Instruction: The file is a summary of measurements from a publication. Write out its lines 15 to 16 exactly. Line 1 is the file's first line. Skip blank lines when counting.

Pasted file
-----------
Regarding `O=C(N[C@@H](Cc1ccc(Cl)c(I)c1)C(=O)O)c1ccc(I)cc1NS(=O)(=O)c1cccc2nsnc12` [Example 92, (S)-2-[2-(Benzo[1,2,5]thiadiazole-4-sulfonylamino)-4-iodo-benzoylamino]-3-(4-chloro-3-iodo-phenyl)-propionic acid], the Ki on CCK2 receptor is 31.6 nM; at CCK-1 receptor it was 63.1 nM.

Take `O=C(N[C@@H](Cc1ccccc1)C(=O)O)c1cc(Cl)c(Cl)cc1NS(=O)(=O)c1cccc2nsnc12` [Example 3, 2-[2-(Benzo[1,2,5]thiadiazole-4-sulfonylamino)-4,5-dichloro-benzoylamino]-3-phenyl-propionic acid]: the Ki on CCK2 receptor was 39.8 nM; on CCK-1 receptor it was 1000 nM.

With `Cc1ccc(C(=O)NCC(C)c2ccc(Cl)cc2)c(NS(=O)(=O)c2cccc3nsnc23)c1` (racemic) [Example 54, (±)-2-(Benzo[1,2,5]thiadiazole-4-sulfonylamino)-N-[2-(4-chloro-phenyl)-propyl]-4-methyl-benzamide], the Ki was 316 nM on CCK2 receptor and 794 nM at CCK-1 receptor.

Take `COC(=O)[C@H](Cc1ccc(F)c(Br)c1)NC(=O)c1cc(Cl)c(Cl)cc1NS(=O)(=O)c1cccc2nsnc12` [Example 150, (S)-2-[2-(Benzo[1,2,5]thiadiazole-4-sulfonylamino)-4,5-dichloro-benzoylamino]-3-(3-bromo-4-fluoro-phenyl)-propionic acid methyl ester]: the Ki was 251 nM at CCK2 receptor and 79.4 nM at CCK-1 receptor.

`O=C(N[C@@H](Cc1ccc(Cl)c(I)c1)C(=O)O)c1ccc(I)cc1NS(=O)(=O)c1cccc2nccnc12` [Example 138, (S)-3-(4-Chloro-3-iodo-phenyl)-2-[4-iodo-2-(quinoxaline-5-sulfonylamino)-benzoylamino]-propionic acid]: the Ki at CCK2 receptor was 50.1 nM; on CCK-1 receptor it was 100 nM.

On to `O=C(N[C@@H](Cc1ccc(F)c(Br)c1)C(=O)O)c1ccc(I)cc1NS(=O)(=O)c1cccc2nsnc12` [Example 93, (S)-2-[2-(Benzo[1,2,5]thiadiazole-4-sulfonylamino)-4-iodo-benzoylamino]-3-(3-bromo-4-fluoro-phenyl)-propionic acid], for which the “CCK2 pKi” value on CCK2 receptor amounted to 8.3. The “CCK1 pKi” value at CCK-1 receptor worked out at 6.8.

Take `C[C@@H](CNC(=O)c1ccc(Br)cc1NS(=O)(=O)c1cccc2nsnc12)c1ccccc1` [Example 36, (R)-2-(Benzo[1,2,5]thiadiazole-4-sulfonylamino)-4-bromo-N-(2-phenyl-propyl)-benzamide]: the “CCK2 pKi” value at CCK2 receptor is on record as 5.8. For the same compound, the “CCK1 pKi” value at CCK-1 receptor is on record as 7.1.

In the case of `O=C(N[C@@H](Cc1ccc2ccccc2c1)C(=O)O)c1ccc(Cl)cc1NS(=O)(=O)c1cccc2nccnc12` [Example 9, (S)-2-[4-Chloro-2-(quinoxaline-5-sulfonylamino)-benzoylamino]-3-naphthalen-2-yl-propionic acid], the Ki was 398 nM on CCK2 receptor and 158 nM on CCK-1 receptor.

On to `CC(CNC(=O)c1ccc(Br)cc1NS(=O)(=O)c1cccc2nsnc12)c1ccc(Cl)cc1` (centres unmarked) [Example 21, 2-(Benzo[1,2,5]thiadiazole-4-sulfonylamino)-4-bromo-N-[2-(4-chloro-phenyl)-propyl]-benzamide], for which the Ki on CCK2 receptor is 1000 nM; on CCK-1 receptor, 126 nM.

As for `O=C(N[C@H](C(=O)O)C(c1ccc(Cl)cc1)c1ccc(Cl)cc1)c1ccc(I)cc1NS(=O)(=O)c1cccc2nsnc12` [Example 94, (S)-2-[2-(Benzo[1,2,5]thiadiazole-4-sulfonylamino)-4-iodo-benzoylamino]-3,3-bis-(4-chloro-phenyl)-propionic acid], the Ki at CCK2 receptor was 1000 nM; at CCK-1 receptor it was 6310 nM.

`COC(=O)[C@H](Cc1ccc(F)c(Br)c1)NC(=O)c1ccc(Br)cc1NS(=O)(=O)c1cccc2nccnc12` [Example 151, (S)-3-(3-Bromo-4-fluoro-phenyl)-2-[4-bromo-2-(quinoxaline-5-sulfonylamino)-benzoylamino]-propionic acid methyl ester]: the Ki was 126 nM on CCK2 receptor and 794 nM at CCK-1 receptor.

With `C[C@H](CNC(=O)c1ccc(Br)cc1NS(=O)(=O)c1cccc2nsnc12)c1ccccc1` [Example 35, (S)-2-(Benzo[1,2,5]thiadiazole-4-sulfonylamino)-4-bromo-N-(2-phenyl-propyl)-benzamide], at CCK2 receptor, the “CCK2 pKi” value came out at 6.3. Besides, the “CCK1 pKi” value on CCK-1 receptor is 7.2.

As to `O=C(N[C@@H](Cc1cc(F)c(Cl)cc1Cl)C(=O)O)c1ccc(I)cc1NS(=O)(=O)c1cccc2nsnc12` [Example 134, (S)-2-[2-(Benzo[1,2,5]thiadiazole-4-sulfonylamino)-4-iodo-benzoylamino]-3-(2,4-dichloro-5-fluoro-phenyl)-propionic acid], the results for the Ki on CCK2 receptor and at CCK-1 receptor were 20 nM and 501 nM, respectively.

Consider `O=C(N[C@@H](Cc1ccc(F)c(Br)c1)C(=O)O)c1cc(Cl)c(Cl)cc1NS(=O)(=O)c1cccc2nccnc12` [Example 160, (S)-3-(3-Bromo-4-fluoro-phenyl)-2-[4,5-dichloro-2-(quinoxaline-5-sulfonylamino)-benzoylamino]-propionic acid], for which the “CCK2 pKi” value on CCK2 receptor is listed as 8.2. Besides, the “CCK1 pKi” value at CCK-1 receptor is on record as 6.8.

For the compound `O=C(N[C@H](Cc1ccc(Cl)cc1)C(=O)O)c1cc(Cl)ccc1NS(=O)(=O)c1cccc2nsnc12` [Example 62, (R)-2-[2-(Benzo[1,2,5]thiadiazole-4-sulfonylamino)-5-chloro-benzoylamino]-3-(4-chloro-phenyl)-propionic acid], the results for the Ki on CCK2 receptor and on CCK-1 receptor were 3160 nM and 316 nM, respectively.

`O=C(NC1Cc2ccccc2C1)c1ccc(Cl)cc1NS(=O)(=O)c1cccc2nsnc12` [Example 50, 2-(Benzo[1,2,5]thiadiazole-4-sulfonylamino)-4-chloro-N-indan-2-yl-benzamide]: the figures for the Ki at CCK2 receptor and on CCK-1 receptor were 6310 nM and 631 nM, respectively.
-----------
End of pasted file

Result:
For the compound `O=C(N[C@H](Cc1ccc(Cl)cc1)C(=O)O)c1cc(Cl)ccc1NS(=O)(=O)c1cccc2nsnc12` [Example 62, (R)-2-[2-(Benzo[1,2,5]thiadiazole-4-sulfonylamino)-5-chloro-benzoylamino]-3-(4-chloro-phenyl)-propionic acid], the results for the Ki on CCK2 receptor and on CCK-1 receptor were 3160 nM and 316 nM, respectively.

`O=C(NC1Cc2ccccc2C1)c1ccc(Cl)cc1NS(=O)(=O)c1cccc2nsnc12` [Example 50, 2-(Benzo[1,2,5]thiadiazole-4-sulfonylamino)-4-chloro-N-indan-2-yl-benzamide]: the figures for the Ki at CCK2 receptor and on CCK-1 receptor were 6310 nM and 631 nM, respectively.